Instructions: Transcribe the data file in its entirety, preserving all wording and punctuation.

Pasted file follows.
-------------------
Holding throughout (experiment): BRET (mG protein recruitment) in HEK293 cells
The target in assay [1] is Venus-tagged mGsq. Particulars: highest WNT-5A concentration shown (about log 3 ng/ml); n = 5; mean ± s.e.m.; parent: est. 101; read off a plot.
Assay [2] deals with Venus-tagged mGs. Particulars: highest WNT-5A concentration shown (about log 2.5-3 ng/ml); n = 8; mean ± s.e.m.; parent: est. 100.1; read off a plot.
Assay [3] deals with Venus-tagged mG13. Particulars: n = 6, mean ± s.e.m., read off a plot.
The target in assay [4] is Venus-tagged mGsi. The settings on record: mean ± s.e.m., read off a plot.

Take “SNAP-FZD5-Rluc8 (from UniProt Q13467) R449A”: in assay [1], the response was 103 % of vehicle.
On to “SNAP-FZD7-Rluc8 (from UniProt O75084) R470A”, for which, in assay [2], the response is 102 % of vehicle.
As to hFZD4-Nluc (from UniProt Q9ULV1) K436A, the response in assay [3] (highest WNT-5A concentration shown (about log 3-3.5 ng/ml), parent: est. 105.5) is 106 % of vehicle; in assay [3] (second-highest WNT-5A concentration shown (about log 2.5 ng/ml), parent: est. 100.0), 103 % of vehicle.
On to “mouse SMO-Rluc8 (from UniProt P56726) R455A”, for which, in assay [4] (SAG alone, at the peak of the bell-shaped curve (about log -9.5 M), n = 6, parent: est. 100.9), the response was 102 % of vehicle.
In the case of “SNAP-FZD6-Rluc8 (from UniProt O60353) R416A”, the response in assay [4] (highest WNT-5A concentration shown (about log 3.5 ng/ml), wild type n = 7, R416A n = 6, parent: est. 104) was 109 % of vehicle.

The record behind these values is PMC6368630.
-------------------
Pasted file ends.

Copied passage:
Holding throughout (experiment): BRET (mG protein recruitment) in HEK293 cells
The target in assay [1] is Venus-tagged mGsq. Particulars: highest WNT-5A concentration shown (about log 3 ng/ml); n = 5; mean ± s.e.m.; parent: est. 101; read off a plot.
Assay [2] deals with Venus-tagged mGs. Particulars: highest WNT-5A concentration shown (about log 2.5-3 ng/ml); n = 8; mean ± s.e.m.; parent: est. 100.1; read off a plot.
Assay [3] deals with Venus-tagged mG13. Particulars: n = 6, mean ± s.e.m., read off a plot.
The target in assay [4] is Venus-tagged mGsi. The settings on record: mean ± s.e.m., read off a plot.

Take “SNAP-FZD5-Rluc8 (from UniProt Q13467) R449A”: in assay [1], the response was 103 % of vehicle.
On to “SNAP-FZD7-Rluc8 (from UniProt O75084) R470A”, for which, in assay [2], the response is 102 % of vehicle.
As to hFZD4-Nluc (from UniProt Q9ULV1) K436A, the response in assay [3] (highest WNT-5A concentration shown (about log 3-3.5 ng/ml), parent: est. 105.5) is 106 % of vehicle; in assay [3] (second-highest WNT-5A concentration shown (about log 2.5 ng/ml), parent: est. 100.0), 103 % of vehicle.
On to “mouse SMO-Rluc8 (from UniProt P56726) R455A”, for which, in assay [4] (SAG alone, at the peak of the bell-shaped curve (about log -9.5 M), n = 6, parent: est. 100.9), the response was 102 % of vehicle.
In the case of “SNAP-FZD6-Rluc8 (from UniProt O60353) R416A”, the response in assay [4] (highest WNT-5A concentration shown (about log 3.5 ng/ml), wild type n = 7, R416A n = 6, parent: est. 104) was 109 % of vehicle.

The record behind these values is PMC6368630.